Physical Properties of Aldehydes and Ketones
- The intermolecular forces of attraction in aldehydes and ketones are dipole-dipole interactions. These are stronger than van der Waals forces in alkanes but weaker than H- bonding in alcohols. Therefore, the boiling point order is:
Alkanes < Aldehyde / Ketones < Alcohols
- Due to the polarity of the carhonyl group, lower aldehydes and ketones are capable of forming hydrogen bond with water and are soluble while solubility decreases down the homologous series as size of R group increases.
- All aldehydes and ketones are fairly soluble in organic solvents like benzene, ether, methanol, chloroform, etc.
Chemical Reaction of Aldehydes and ketones:
Nucleophilic addition reactions
Mechanism of nucleophilic addition reactions:
A nucleophile attacks the electrophilic carbon atom of the polar carbonyl group from a direction approximately perpendicular to the plane of sp2 hybridised orbitals of carbonyl carbon.
The hybridisation of carbon changes from sp2 to sp3 in this process, and a tetrahedral alkoxide intermediate is produced. This intermediate capture a proton from the reaction medium to give the electrically neutral product. The net result is the addition of Nu– and H+ across the carbon-oxygen double bond.
Aldehydes are generally more reactive than ketones in nucleophilic addition reactions due to steric and electronic reasons. Sterically, the presence of two relatively large substituents in ketones hinders the approach of nucleophile to carbonyl carbon than in aldehydes having only one such substituent.
Some important examples of nucleophilic addition and nucleophilic addition-elimination reactions:
- Addition of hydrogen cyanide (HCN): Aldehydes and ketones react with hydrogen cyanide (HCN) to yield cyanohydrins. This reaction occurs very slowly with pure HCN. Therefore, it is catalysed by a base and the generated cyanide ion (CN–) being a stronger nucleophile readily adds to carbonyl compounds to yield corresponding cyanohydrin. Cyanohydrins are useful synthetic intermediates.
- Addition of sodium hydrogensulphite: Sodium hydrogensulphite adds to aldehydes and ketones to form the addition products.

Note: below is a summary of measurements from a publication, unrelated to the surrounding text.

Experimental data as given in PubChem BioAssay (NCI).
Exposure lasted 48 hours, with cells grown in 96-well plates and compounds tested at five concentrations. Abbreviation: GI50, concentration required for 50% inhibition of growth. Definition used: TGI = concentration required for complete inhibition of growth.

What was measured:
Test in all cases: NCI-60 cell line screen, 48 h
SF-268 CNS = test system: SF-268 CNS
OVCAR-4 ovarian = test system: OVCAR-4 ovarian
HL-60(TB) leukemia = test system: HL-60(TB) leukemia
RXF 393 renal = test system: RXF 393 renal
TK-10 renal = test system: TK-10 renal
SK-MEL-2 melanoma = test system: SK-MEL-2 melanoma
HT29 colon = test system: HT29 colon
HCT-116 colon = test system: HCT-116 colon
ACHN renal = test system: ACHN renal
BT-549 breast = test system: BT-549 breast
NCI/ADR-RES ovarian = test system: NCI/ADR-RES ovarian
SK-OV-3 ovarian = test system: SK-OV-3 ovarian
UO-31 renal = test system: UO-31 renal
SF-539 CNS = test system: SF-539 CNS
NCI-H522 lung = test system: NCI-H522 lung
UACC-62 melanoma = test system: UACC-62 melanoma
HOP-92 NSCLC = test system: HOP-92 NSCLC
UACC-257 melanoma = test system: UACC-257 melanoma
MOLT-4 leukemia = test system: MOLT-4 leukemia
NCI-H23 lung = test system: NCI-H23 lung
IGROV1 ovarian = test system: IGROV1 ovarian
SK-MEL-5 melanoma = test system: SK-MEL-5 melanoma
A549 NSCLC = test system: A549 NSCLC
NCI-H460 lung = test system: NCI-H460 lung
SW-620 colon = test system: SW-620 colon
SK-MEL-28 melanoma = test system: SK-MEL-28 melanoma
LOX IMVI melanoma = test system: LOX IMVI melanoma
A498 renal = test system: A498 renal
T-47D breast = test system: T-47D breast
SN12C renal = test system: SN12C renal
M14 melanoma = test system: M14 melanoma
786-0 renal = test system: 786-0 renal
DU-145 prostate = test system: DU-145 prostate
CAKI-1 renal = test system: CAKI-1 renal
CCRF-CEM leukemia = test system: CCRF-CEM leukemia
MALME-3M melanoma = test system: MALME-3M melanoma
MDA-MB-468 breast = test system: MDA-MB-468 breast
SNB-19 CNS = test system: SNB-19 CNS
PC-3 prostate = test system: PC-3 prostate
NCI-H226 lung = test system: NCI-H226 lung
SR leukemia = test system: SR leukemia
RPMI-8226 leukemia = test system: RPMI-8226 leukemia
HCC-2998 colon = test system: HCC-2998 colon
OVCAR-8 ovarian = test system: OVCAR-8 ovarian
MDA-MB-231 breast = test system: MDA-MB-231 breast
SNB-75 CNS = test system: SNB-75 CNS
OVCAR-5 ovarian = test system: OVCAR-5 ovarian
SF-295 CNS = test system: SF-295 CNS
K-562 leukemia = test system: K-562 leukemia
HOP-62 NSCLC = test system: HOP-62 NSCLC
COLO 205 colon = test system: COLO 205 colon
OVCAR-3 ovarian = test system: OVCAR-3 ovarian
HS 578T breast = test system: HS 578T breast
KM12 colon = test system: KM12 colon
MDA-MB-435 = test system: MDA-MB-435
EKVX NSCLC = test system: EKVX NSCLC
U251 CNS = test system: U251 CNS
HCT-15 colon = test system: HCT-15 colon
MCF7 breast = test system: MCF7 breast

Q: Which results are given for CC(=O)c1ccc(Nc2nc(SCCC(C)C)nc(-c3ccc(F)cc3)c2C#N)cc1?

Addition of alcohols: Aldehydes on addition of monohydric alcohol in presente of dry HC1 forms hemiacetal which further on reacting with one more molecule of alcohol turns to and acetal.
Ketones do not react with monohydric alcohols. Ketones react with ethylene glycol under similar conditions to form cyclic products known as ethylene glycol ketals.
- Addition of ammonia and its derivatives: Nucleophiles, such as ammonia and its derivatives H2N-Z add to the carbonyl group of aldehydes and ketones.
Z = Alkyl, aryl, OH, NH2, C6H5NH, NHCONH2, etc.
Reduction to alcohols:
Aldehydes and ketones are reduced to primary and secondary alcohols respectively by sodium borohydride (NaBH4) or lithium aluminium hydride (LiAlH4).
Reduction to alkanes:
- Chemmensen reduction:
- Wolff-Kishner reduction:
Oxidation of Aldehydes and Ketones:
Due to the presence of hydrogen at carbonyl carbon, aldehydes are easily oxidisable while ketones are difficult to oxidise.
Aldehydes are oxidized to acids in presence of common oxidising agents HNO3, K2Cr2O7, KMnO4.
Ketones are oxidized under drastic conditions i.e. with powerful oxidising agents like HNO3, K2Cr2O7/H2SO4 , KMnO4/H2SO4 at higher temperature to give a mixture of acids, each containing lesser number of carbon atoms than the parent ketones.
Test to Distinguish between Aldehydes and Ketones:
Tollen’s reagent test:
Tollen’s reagent is ammoniacal silver nitrate and is a mild oxidising agent. Aldehydes give silver mirror with Tollen’s reagent.
Fehling’s solution test:
Fehling’s solution is an alkaline solution of CuSO4 (Fehling A) and sodium potassium tartrate, Rochelle salt (Fehling B). Aldehyde gives reddish brown ppt. of brown precipitates of cuprous oxide (Cu2O). Aromatic aldehyde gives poor yield.
Reaction due to α-hydrogen
Acidity of α-hydrogen of aldehydes and ketones: The aldehydes and ketones undergo a number of reactions due to the acidic nature of α-hydrogen.
Aldehydes and ketones containing at least one α -hydrogen undergo self-condensation reactions in the presence of dilute alkali to form β-hydroxy aldehydes (aldol) or β-hydroxy ketones (ketol), respectively which on heating in the presence of H+ gives α, β-unsaturated aldehydes or ketones.
Cross aldol condensation:
When aldol condensation is carried out between two different aldehydes and / or ketones, it is called cross aldol condensation. If both of them contain α-hydrogen atoms, it gives a mixture of four products
Aldehydes which do not have an α -hydrogen atom undergo self-oxidation and reduction (disproportionation) reaction on treatment with concentrated alkali to form alcohol and salt of acid.
Electrophilic substitution reaction:
Aromatic aldehyde and ketones undergo electrophilic substitution at the meta position. Carbonyl group shows + R effect, therefore acts as a deactivating and meta directing group.
Example of electrophilic susbstitution reaction:
Uses of aldehydes and ketones:
- Aldehyde is mostly used in the formation of resins when it is combined with melamine, urea, phenol etc.
- Formaldehyde in the form of formalin (40%) solution, is used to preserve biological specimens.
- Benzaldehyde is used in perfumery and in dye industries.
- Acetophenone is used as ingredients in flavors and deodorants.
- Ketones are used as solvents and intermediates in the chemical industryBottom of Form